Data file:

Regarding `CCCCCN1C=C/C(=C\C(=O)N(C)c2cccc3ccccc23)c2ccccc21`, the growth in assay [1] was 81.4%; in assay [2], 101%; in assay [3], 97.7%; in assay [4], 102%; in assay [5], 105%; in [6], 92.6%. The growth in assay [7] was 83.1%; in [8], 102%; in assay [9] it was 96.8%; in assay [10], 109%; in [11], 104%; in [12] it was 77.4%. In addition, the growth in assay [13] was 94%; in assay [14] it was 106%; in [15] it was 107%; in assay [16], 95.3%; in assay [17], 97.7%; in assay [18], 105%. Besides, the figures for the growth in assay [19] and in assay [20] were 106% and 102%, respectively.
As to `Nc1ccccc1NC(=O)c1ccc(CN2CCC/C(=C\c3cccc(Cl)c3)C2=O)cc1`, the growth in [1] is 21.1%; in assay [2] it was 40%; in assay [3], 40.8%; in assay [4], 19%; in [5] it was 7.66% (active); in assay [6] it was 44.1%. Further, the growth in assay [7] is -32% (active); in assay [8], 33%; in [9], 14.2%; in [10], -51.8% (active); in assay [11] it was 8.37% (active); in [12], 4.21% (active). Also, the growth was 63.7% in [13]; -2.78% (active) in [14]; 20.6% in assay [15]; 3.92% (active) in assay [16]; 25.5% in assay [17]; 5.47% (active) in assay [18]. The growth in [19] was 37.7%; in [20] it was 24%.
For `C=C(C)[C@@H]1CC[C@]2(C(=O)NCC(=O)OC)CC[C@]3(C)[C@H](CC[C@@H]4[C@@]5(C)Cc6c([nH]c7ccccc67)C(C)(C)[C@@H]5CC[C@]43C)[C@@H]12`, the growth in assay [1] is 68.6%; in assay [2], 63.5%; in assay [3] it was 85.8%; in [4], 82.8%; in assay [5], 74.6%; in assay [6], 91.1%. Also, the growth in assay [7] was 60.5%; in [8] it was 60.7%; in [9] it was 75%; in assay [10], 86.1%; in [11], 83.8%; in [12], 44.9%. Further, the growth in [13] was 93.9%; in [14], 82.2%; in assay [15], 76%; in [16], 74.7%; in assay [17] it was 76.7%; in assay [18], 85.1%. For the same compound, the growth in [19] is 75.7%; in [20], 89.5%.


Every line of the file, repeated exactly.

Regarding `CCCCCN1C=C/C(=C\C(=O)N(C)c2cccc3ccccc23)c2ccccc21`, the growth in assay [1] was 81.4%; in assay [2], 101%; in assay [3], 97.7%; in assay [4], 102%; in assay [5], 105%; in [6], 92.6%. The growth in assay [7] was 83.1%; in [8], 102%; in assay [9] it was 96.8%; in assay [10], 109%; in [11], 104%; in [12] it was 77.4%. In addition, the growth in assay [13] was 94%; in assay [14] it was 106%; in [15] it was 107%; in assay [16], 95.3%; in assay [17], 97.7%; in assay [18], 105%. Besides, the figures for the growth in assay [19] and in assay [20] were 106% and 102%, respectively.
As to `Nc1ccccc1NC(=O)c1ccc(CN2CCC/C(=C\c3cccc(Cl)c3)C2=O)cc1`, the growth in [1] is 21.1%; in assay [2] it was 40%; in assay [3], 40.8%; in assay [4], 19%; in [5] it was 7.66% (active); in assay [6] it was 44.1%. Further, the growth in assay [7] is -32% (active); in assay [8], 33%; in [9], 14.2%; in [10], -51.8% (active); in assay [11] it was 8.37% (active); in [12], 4.21% (active). Also, the growth was 63.7% in [13]; -2.78% (active) in [14]; 20.6% in assay [15]; 3.92% (active) in assay [16]; 25.5% in assay [17]; 5.47% (active) in assay [18]. The growth in [19] was 37.7%; in [20] it was 24%.
For `C=C(C)[C@@H]1CC[C@]2(C(=O)NCC(=O)OC)CC[C@]3(C)[C@H](CC[C@@H]4[C@@]5(C)Cc6c([nH]c7ccccc67)C(C)(C)[C@@H]5CC[C@]43C)[C@@H]12`, the growth in assay [1] is 68.6%; in assay [2], 63.5%; in assay [3] it was 85.8%; in [4], 82.8%; in assay [5], 74.6%; in assay [6], 91.1%. Also, the growth in assay [7] was 60.5%; in [8] it was 60.7%; in [9] it was 75%; in assay [10], 86.1%; in [11], 83.8%; in [12], 44.9%. Further, the growth in [13] was 93.9%; in [14], 82.2%; in assay [15], 76%; in [16], 74.7%; in assay [17] it was 76.7%; in assay [18], 85.1%. For the same compound, the growth in [19] is 75.7%; in [20], 89.5%.